A Secular Marriage
On January 1st, 2011, I attended a marriage at Shimoga, a place about 200kms from Mangalore. One reason for scheduling the marriage on the first day of the new year might have been to solemnise it on that unique date (1/1/11), and another must have been to have it on a day that was convenient for all. The couple’s names were K. Ravibabu and Ruchira. The event was organized by the bride’s father, Kottur Shrinivas, who has been a part of the progressive movement for the past two decades. Ravi’s parents did not attend, but the presence of a large number of activists and leaders from various progressive organizations of the district and other parts of the state was heart-warming.
Ravi and Ruchira are members of the ‘Raith Sangha’ – a state level organization of farmers. The late Prof. Nanjundaswamy, a leader of the rationalist movement, was one of the founders of this organization. Not only did he organise the farmers into a movement, he also brought the element of rationalism to the movement. His ideological conviction was aligned with the struggle of the farmers, for freedom from exploitation of all kinds, including ones perpetrated by the priesthood. He wanted to effect a change in the very thought process of the farmers. One of the ways in which farmers are exploited is by the massive loans they take to conduct the marriages of their female dependents. In order to get rid of this problem, simple non-religious marriages were advised and thousands of such were performed. Seeking a suitable simple ritual to replace the conventional priest-conducted ceremonies, they settled on a non-religious ritual involving the bridegroom tying a black beaded necklace around the neck of the bride, and her slipping a ring on his finger, if they wished. They also exchange garlands and more importantly recite an oath to lead lives of equality. This was devised by Rashtrakavi Kuvempu whose actual name is K.V.Puttappa, a well known educationist, author, playwright and a revolutionary thinker. He boldly gave a call to all, to leave temples, mosques, churches and be human. He has been also honoured with the Jnanapitha award and the title Rashtrakavi. He had also proposed a name for the person who would over come all these barriers- Vishwamanava- human of the world.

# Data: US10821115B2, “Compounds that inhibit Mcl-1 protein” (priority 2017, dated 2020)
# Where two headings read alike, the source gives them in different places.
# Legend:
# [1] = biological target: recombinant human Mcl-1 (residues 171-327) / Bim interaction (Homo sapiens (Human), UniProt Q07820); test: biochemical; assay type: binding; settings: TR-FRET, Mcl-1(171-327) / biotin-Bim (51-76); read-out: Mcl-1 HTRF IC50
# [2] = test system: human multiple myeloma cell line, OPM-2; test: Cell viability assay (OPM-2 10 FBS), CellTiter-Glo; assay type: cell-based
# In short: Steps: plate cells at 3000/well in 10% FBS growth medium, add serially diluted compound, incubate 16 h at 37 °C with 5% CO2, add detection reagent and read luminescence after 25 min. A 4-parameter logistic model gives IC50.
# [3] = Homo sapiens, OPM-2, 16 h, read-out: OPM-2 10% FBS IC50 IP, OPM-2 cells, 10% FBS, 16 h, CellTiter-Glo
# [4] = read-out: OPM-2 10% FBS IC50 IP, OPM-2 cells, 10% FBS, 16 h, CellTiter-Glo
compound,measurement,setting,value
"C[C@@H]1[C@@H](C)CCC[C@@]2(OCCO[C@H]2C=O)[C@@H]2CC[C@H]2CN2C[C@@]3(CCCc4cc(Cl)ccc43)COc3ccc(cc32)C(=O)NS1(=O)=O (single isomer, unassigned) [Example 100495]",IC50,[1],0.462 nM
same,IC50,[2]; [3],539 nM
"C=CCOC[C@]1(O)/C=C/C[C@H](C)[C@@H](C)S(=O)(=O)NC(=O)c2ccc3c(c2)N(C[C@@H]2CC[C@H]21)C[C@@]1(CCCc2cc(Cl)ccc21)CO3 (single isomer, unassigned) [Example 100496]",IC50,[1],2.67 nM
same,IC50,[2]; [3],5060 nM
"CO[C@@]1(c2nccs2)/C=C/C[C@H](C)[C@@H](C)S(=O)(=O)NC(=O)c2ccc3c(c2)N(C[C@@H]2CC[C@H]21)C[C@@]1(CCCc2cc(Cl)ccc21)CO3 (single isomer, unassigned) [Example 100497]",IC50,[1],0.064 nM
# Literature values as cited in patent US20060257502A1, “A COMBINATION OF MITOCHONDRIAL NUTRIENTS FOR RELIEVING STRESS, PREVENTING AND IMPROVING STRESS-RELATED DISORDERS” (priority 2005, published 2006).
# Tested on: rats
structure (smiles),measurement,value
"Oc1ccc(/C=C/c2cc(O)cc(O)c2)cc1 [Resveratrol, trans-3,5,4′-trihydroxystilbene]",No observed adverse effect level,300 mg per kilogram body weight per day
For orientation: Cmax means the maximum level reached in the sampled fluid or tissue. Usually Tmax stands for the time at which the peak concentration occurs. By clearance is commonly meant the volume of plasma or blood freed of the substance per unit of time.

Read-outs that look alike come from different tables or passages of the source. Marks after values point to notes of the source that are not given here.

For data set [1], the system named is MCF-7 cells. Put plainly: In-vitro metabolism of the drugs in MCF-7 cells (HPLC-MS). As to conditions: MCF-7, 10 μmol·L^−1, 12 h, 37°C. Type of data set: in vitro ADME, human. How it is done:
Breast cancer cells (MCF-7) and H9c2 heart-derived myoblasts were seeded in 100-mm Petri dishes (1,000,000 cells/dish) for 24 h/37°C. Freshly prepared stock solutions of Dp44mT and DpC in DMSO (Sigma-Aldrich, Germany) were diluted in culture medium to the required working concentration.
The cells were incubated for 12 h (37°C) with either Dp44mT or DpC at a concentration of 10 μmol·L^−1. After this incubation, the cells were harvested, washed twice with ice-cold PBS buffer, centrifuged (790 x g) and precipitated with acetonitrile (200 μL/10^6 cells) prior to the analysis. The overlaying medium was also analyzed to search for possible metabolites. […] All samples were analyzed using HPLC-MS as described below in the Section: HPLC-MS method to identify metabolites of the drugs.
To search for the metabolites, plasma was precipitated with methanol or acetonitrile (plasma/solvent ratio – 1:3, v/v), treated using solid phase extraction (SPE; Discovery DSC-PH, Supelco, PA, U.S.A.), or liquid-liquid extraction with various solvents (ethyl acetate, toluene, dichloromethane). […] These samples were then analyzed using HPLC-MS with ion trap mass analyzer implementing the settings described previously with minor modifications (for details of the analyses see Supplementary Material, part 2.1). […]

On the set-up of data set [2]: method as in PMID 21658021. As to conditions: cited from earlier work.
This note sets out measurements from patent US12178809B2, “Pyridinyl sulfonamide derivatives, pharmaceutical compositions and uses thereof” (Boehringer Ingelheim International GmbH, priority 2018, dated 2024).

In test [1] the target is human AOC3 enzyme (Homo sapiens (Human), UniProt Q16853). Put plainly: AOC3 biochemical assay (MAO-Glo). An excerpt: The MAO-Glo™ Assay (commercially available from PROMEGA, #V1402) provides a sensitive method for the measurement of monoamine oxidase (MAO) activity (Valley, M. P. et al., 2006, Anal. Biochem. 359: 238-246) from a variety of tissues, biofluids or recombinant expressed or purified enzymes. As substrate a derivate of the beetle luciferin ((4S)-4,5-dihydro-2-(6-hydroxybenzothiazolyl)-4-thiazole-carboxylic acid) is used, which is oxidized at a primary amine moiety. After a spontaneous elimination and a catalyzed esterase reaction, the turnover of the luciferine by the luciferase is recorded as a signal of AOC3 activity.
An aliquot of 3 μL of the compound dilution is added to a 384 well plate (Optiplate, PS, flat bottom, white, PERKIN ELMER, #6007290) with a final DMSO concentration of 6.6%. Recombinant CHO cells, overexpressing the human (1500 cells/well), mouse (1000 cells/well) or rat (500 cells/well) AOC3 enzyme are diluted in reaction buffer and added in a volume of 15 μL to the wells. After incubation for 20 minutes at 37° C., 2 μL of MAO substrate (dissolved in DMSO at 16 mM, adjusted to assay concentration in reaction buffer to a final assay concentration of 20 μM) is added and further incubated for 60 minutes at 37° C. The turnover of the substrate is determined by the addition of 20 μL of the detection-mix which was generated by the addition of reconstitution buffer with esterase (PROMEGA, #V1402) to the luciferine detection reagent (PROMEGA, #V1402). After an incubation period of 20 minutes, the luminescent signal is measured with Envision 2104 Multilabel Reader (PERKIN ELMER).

His call to all was this:
There is no need for you to change the world, society or the priestly class. Nothing is possible unless you change your own thinking. If you have any honesty- bring about a change in your own life first. Get married without any religious ceremony, without dowry and all the wasteful expenditure associated with it. At least once in your life time stand for the ideals that you hold dear and the values that you treasure and oppose silly, superstitious and exploitative customs. Then only will you realise the joy of practicing what you stand for. Principles are not some useless slogans to be chanted but are to be observed in our daily lives. He also said that his marriage had taken place when he was not in a position to decide how it should be but he saw to it that his only son and two daughters were married that way.
The leaders of the Raitha Sangha had to find a via media as many of their members were from superstition-ridden backgrounds. So, this ceremony proposed by Kuvempu was adopted to appease those who wanted a ceremony to replace the one presided over by Brahmins. Many of those on the dais were ones who had been married without any religious ceremonies, including myself. I was one of those who had not only married with no religious ceremonies but had refused to exchange garlands or even tie the customary black necklace around the neck of the bride. In fact, one of the ladies who spoke mentioned how her uncles were upset about her marriage to which even they had not been invited! Her father had gotten her married in the presence of the parents of the bride and bridegroom, followed by a cup of coffee for all of them. The marriage had cost only a few rupees.
All the speakers mentioned the relevance of such marriages which would prevent the farmers from falling into the clutches of money-lenders and wasting their hard-earned money.
The ceremony which took an hour or so was attended by many members of the movement and a few close friends of the family. It was followed by a simple lunch, and the whole affair must have cost a few thousands in contrast to the hundreds of thousands spent on such ceremonies. In fact one such could cost a million or at least half a million rupees, even for middle class families, while the rich are known to spend hundred times this amount. All marriages usually have several such ceremonies involving exchanges of huge amounts of money and jewels for the bridal couple. As technology advances, the priests are increasingly adept at bringing in new rituals involving the latest among technological advancements!
A Rationalist Meet
All the ceremonies were over by 2 pm and then came the other important event of the day: The meeting for the proposed Rationalist organization in the district! Many of the important ideologically-inclined guests stayed on for the meeting. The majority of the participants were young people and quite a few of them expressed their interest in the movement after watching the miracle exposure program in their educational institutions, which made me very happy! There were frank discussions about the need for such an organization in their district. The office-bearers of the Karnataka state federation also put forth their points of view. They decided unanimously to have another meeting within a fortnight’s time to decide on a further course of action.
Such marriages are truly made on earth!